Jesus is gone. Jesus will come. As Christians, however, we also affirm, and trust, that Jesus is present with us. Whatever the story of Jesus rising into the clouds may mean, it does not mean that we don’t experience the presence of Jesus in our lives and world now. Jesus will not come walking down the aisle of the church, take up a seat in the pew next to you, and will not be graciously fighting you for a donut after church. Jesus is gone.
But Jesus does sit next to you in the pew in the person who is there, that person in whom the Spirit of God, the Spirit of Jesus is at work. We trust, as Marcus Borg puts it, in “the living Jesus who comes to us even now” (Meeting Jesus Again for the First Time, 137). Jesus is gone. Jesus will come – and Jesus comes to us even now, again and again. As we pray, as we read Scripture, as we seek to be a follower of Jesus, a Jesus person, we know, we experience the presence of Jesus in our lives. We know, we experience the presence of God, in the face of Jesus, in our lives. Jesus is gone, but Jesus is here in some real way.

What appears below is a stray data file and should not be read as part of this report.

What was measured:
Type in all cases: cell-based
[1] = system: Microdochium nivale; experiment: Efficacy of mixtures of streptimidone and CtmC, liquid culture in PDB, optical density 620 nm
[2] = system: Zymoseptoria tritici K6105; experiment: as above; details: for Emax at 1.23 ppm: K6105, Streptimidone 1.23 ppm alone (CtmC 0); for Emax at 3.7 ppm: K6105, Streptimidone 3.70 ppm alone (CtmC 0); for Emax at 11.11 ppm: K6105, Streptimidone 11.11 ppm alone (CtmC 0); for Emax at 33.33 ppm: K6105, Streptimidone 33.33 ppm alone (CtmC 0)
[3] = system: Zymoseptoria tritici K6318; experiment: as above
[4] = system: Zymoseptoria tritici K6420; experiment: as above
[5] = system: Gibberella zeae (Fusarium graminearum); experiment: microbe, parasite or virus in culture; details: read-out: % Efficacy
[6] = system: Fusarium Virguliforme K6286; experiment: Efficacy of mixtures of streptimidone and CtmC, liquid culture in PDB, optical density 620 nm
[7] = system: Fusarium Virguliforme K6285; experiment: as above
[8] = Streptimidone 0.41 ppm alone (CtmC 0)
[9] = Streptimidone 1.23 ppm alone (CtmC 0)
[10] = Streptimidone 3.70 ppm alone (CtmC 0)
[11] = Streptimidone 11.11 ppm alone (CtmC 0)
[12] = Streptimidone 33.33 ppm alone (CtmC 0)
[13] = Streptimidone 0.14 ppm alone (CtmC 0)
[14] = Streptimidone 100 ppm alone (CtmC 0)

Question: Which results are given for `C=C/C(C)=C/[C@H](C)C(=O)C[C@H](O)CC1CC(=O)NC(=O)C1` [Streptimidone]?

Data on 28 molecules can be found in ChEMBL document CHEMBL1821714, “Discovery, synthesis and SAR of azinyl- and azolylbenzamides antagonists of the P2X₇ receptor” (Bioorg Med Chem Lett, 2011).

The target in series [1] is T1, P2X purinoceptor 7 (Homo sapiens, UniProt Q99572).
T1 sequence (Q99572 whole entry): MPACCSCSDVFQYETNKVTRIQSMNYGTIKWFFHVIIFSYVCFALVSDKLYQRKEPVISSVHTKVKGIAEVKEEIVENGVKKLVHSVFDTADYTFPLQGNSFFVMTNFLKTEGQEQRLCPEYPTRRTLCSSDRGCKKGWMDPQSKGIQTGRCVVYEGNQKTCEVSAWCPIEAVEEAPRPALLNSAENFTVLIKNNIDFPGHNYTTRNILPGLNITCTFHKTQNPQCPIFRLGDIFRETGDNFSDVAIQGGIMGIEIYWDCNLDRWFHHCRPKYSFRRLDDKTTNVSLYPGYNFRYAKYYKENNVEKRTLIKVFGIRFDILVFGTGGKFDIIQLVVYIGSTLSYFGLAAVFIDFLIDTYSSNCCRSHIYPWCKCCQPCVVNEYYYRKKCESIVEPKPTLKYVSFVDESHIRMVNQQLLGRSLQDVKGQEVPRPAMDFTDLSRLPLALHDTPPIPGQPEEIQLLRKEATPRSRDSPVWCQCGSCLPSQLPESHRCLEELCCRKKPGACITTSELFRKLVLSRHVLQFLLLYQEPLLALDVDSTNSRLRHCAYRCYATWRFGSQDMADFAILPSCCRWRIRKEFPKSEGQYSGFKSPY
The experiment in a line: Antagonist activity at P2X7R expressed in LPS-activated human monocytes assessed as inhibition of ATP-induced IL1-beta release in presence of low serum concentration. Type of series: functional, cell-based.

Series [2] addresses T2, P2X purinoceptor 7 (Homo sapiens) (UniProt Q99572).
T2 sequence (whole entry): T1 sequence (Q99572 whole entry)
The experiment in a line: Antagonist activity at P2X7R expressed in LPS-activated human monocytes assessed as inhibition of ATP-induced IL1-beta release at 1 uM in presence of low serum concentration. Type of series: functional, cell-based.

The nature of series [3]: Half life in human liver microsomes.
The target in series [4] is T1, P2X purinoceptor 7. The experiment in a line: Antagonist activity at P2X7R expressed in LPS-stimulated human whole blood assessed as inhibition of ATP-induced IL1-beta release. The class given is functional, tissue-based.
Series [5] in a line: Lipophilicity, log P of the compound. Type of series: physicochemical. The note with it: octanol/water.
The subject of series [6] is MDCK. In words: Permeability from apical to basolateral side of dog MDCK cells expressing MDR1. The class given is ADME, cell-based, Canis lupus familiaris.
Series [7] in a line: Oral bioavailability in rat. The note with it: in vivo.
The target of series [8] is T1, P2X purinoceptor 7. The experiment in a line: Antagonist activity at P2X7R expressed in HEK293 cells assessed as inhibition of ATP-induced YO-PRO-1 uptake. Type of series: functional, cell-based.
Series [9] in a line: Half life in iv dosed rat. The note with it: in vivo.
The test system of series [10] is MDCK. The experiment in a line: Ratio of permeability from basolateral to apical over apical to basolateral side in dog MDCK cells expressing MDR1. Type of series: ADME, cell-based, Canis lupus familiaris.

Yet there’s something more. As followers of Jesus, we help make Jesus real for the world. Jesus says, “But you will receive power when the Holy Spirit has come upon you; and you will be my witnesses.” The Book of Discipline of The United Methodist Church puts it this way: The people of God, who are the church made visible in the world, must convince the world of the reality of the gospel or leave it unconvinced. (Book of Discipline, 2008, para. 129). Jesus is gone. Jesus is present in our lives. Jesus wants to be more real to the world through our lives. Now you don’t, now you see him! We make Jesus real for the world. The work of Jesus in the world has become our work and it is we who must convince the world on the reality of Jesus, and of God’s love as we know it in Jesus, or leave it unconvinced.
There is a prayer attributed to St. Teresa of Avila that communicates this now you don’t now you see him message. God of love, help us to remember that Christ has no body now on earth but ours, no hands but ours, no feet but ours. Ours are the eyes to see the needs of the world. Ours are the hands with which to bless everyone now. Ours are the feet with which he is to go about doing good. (Feasting on the Word).